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Garden Diary - October 2017


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October


A Visit to the Gardens of the High Line
Tuesday, 24 October 2017


The only time I can see my neighbors is in winter, when the leaves are off the trees. Otherwise it's trees, shrubbery, perennials . . . and weeds. It's different in the city - concrete and buildings, honking car horns and sirens. Trees planted in pits gouged out of the pavement. Some tree pits are embellished with seasonal plants: summer annuals, autumn chrysanthemums. Others have coffee cups and cigarette butts. The high line was a rail line through Manhattan. Abandoned, nature began to take on the daunting task of growing plants. Over time, it has become a strolling walkway through the cliffs of city buildings with beds of native prairie plants, some exotic perennials, trees and shrubs.

I've known about the gardens of the High Line for some time, years, in fact. And after I received a review copy of Gardens of the High Line to review I decided a visit was definitely in order. Accordingly, I took the Transbridge bus from Clinton NJ to Port Authority bus terminal where Susan, my sister-in-law, met me. Then subway to the Hudson Yards. Once outdoors we walked around the corner, down a block or two, and violà, we were at the High Line at the Rail Yards, the newest section of the High Line.

Hudson Yards, High Line, one feeds the other -
construction on Manhattan's west side.

The High Line curves, offering a glimpse of the Hudson River.
Grasses have turned russet, goldenrod in flower.

Pigeons were squabbling in the gutter as
we walked to the High Line. You could call
them rock doves, living in the city, not cliffs.

Buildings as cliffs, surrounding the elevated gardens and people,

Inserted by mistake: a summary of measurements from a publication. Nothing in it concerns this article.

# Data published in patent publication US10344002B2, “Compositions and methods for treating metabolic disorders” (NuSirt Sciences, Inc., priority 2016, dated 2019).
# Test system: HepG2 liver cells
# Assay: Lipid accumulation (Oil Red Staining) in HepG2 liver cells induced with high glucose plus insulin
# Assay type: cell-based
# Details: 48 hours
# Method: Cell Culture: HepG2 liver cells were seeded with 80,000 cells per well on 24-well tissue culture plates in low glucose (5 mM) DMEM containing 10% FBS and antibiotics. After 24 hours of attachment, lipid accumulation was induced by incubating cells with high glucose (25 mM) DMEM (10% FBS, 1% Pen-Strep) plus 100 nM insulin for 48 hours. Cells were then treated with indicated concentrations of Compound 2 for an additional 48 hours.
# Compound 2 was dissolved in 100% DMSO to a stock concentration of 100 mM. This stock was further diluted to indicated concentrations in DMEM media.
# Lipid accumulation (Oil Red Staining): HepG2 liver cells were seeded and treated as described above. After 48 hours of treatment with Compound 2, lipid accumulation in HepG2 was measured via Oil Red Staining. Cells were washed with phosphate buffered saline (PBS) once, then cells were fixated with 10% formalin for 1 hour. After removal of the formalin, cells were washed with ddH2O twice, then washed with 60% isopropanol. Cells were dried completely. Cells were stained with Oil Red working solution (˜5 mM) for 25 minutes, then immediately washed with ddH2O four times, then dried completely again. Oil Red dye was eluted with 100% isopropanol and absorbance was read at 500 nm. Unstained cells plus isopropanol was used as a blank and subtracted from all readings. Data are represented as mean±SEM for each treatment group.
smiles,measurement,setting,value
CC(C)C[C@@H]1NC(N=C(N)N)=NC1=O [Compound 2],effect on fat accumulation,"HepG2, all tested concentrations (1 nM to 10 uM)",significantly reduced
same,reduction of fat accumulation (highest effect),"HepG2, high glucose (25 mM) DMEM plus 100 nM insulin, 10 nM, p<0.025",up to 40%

some walking, some sitting, peaceful above the honking horns.

Numerous glossy buildings with distorted reflections.

A day with clear skies and bright sunshine,
illuminating the leaves of cucumber magnolia.

I'm accustomed to asters and goldenrod as roadside ditch plants.
Here, they're elevated in space, embellished, special, rarities.

Urban dwellers are probably most familiar with cut flowers in a bouquet, soon to be discarded in the trash. Or a pot of geraniums, thrown away at summer's end. How wonderful to have the opportunity to see a plant's beauty when, like this Asclepias, gone to seed, ready to dance, to sail off in the wind as it completes its growing cycle.

A goldenrod's fluffy, furry seedhead, capturing the light.

This sparrow also appreciates the seeds that follow flowers.

Vivid red berries on a holly. They'll be even more visible when their leaves have fallen. Birds such as robins will eat the berries after frost has made them more palatable.

Here's a rose paying rent for its garden space twice over. Once in Spring, when the dainty pink flowers of Rosa glauca are elegant against the purple-flushed leaves. And now, when the orange-red hips that follow the flowers add warm autumn color.

Mid-October. Autumn. Falling leaves. And the last roses . . .

No, we didn't time warp and skip over winter. There are crocus
that flower at the opposite end of the year than you might expect.

How green and luxuriant, the 23rd Street Lawn and Seating Steps.

Close to the opposite end of the High Line. Sundecks that invite
the passing individual to relax, lounge in the sunshine, dream . . .

There's a shallow film of water, glinting, dancing
over the stones, making music as it spills
into a drain and (I hope) cycles back again.

It clearly appeals to people. In summer, I
imagine, they become children again and -
shoes removed, play barefoot in the water.

High Line. Once a rail line. Tracks and ties
remain, trees grow. Gardens of the High Line.

Gansevoort Woodland. Trees. Leaves rustle, murmur in a breeze.

Across Gansevoort Street there is a huge trompe l'oiel photo image
of what the rail line once was like. People walk where trains rumbled
along the tracks. But God bless the grass. It grows through the cracks.
And with imagination and effort there's now a garden on the High Line.


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